Five major stories made headlines in crypto this past week. FTX has sued Sam Bankman-Fried’s parents in an attempt to recover millions, while fellow defunct exchange Mt. Gox has pushed back its repayment deadline. Also, ByBit suspends operations in the UK as Web3 growth accelerates in Asia and VC interest in crypto is far from dead.
Let’s take a closer look at each story in this recap.
FTX sues Sam Bankman-Fried’s Parents
Cryptocurrency exchange FTX has sued Joseph Bankman and Barbara Fried, parents of its founder Sam Bankman-Fried, accusing them of exploiting their influence within FTX to gain millions of dollars. The court documents suggest they used their positions to benefit personally at the expense of the company's debtors and creditors.
Despite FTX's public image, it was internally described as a "family business." In 2022, the duo purchased a $16.4 million luxury property in The Bahamas using funds sourced from the company. The lawsuit also touches on their involvement in significant political and charitable donations, seemingly to boost their own status.
ByBit suspends operations in UK
Crypto exchange Bybit has decided to suspend its services in the UK in anticipation of new crypto marketing regulations set to be implemented by the UK's Financial Conduct Authority (FCA) next month. The move will affect new UK users starting Oct. 1 and existing users from Oct. 8. Bybit's decision comes after its CEO Ben Zhou hinted at a probable exit from the UK due to these regulatory changes. The new rules aim to make crypto product marketing more transparent and accurate.
Bybit has set a final deadline of Jan. 8, 2024 for UK customers to settle their positions, after which any remaining positions will be automatically liquidated. The duration of this suspension is unclear, but Bybit mentioned that this break would allow them to better align with future UK regulations.
Mt. Gox postpones repayment deadline
The defunct bitcoin exchange Mt. Gox has postponed its deadline for rehabilitation creditor repayments from Oct. 31, 2023, to Oct. 31, 2024. Despite this overall delay, some repayments might still commence by the end of 2023 for creditors who have already submitted the necessary information.
The delay led Bitcoin BTC + ’s price to bounce. However, trading firm QCP Capital remains bearish on Bitcoin's outlook, targeting a price of $22,000 for the cryptocurrency in October. The firm also highlighted potential global risks and the possibility of a U.S. government shutdown that could further impact the crypto market in the fourth quarter.
Crypto investment is far from dead
Blockchain Capital, a San Francisco-based venture capital firm, has successfully raised $580 million for two new crypto investment funds. The company announced its sixth early-stage venture fund and a first opportunity fund, with significant contributions from payments giant Visa. Despite a decline in venture investment in crypto startups over the past year, Blockchain Capital has remained active, leading several significant funding rounds and focusing on investments in crypto startups across various sectors.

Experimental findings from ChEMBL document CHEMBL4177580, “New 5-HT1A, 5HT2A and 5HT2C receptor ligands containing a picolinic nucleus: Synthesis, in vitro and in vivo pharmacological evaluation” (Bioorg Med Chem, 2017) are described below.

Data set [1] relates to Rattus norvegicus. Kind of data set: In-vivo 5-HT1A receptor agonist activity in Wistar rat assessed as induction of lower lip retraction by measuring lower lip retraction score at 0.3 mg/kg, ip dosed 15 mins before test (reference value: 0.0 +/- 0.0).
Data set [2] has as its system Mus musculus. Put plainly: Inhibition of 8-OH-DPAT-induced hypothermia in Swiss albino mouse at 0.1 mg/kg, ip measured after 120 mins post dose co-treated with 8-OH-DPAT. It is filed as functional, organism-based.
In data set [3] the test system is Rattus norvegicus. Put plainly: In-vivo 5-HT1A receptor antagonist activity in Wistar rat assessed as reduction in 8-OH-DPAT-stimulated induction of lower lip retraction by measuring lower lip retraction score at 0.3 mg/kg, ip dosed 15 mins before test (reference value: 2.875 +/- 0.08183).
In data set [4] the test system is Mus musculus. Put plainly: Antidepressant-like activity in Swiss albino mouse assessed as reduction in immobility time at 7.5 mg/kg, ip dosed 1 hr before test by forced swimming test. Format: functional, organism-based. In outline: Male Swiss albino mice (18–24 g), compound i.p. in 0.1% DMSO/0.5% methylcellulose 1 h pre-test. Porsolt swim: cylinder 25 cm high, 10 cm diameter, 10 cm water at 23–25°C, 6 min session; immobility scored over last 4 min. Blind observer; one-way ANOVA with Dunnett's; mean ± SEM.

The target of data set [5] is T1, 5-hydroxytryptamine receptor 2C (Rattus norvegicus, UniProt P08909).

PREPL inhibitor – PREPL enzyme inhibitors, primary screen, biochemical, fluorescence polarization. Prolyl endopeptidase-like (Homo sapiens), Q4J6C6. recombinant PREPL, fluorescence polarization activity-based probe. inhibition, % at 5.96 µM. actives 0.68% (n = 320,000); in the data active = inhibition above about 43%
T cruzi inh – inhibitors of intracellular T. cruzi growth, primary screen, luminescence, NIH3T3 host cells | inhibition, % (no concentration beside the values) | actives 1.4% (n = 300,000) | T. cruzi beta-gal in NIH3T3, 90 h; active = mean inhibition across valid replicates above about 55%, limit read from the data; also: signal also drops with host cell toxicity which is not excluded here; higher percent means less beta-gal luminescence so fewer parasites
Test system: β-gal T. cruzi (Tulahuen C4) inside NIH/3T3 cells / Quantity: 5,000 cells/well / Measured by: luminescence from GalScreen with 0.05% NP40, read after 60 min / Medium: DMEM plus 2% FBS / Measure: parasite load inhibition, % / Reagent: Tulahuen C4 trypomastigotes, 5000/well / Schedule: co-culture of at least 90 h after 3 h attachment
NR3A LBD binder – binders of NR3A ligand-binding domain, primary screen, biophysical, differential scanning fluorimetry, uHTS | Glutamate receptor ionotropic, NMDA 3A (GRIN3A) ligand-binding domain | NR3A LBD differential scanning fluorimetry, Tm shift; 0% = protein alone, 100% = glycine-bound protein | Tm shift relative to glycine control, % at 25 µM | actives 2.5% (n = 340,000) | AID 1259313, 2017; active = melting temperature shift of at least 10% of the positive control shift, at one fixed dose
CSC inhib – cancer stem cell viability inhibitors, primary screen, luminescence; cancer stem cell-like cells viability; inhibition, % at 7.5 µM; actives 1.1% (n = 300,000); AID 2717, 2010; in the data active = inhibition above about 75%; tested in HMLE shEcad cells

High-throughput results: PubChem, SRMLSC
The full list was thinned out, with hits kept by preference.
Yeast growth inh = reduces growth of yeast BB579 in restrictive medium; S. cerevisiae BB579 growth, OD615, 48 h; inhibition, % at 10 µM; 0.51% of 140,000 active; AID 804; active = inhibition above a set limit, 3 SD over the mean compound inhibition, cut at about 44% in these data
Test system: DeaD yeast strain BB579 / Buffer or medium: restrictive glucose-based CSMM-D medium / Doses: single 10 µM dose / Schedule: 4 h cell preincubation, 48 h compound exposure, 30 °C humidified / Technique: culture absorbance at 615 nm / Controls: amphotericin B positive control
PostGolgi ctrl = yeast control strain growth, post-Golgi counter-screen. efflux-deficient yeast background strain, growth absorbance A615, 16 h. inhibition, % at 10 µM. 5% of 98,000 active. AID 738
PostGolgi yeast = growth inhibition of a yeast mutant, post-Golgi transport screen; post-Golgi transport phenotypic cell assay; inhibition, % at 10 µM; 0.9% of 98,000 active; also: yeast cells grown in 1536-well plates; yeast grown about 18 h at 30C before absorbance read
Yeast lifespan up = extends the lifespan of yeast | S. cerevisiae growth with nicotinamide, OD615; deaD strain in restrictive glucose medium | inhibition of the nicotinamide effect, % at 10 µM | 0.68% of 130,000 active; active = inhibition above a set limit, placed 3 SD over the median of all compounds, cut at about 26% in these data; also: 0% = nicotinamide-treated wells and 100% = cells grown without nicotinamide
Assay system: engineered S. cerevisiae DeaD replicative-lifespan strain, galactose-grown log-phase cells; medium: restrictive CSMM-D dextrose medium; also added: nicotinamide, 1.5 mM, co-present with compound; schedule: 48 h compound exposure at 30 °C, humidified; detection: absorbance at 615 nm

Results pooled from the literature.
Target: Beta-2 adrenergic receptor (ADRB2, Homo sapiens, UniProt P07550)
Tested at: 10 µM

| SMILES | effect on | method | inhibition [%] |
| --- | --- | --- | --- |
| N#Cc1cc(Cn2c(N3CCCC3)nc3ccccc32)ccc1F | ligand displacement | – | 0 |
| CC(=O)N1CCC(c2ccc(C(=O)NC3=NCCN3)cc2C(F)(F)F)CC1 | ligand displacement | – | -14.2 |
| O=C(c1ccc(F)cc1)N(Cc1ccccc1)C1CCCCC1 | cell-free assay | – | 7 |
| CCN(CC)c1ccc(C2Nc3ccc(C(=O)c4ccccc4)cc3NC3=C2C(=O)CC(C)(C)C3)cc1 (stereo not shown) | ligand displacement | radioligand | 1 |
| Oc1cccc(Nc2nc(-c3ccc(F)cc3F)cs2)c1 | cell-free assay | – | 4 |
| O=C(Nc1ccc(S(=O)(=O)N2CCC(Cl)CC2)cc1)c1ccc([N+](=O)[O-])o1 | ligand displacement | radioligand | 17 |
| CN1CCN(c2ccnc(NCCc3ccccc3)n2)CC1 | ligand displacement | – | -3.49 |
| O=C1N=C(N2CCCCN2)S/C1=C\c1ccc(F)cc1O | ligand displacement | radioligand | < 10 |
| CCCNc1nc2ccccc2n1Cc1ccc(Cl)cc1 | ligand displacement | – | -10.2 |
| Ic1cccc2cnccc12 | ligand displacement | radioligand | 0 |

In addition, Proof of Play, a blockchain-gaming startup led by FarmVille co-creator Amitt Mahajan, has secured $33 million in a seed round. This funding round saw participation from notable investors such as a16z crypto, Anchorage Digital, and Naval Ravikant. Proof of Play aims to develop engaging and accessible blockchain games, with its first title, Pirate Nation, already released in beta form. Mahajan, who also served as an executive at Zynga, emphasized the potential of blockchain in making games timeless, reflecting on the shutdown of FarmVille in 2020.
Is Asia Web3’s next global growth center?
Recent crypto conferences held in Asia during September have showcased a growing momentum and optimism in the region's digital asset industry. The conferences witnessed higher attendance and a notably more positive sentiment regarding the future of digital assets compared to their American counterparts. Countries like South Korea, Singapore, and Hong Kong are emerging as significant players in the crypto space. South Korea, in particular, has seen a surge in interest in crypto among retail traders, with cultural factors and the inaccessibility of traditional assets like real estate playing a role.
Institutional interest is also on the rise, with some crypto-focused firms raising over $100 million. Despite challenges for Westerners to access the Korean market due to its corporate structure, many are keen to tap into its potential. South Korea-based Upbit, for instance, has recorded higher monthly trading volumes than U.S.-based Coinbase. Meanwhile, Hong Kong is making strides to become more crypto-friendly, with China working behind the scenes to position the city as a hub for crypto innovation.
This article was produced with the assistance of OpenAI's ChatGPT 4.
Disclaimer: The former CEO and majority shareholder of The Block has disclosed a series of loans from former FTX and Alameda founder Sam Bankman-Fried.
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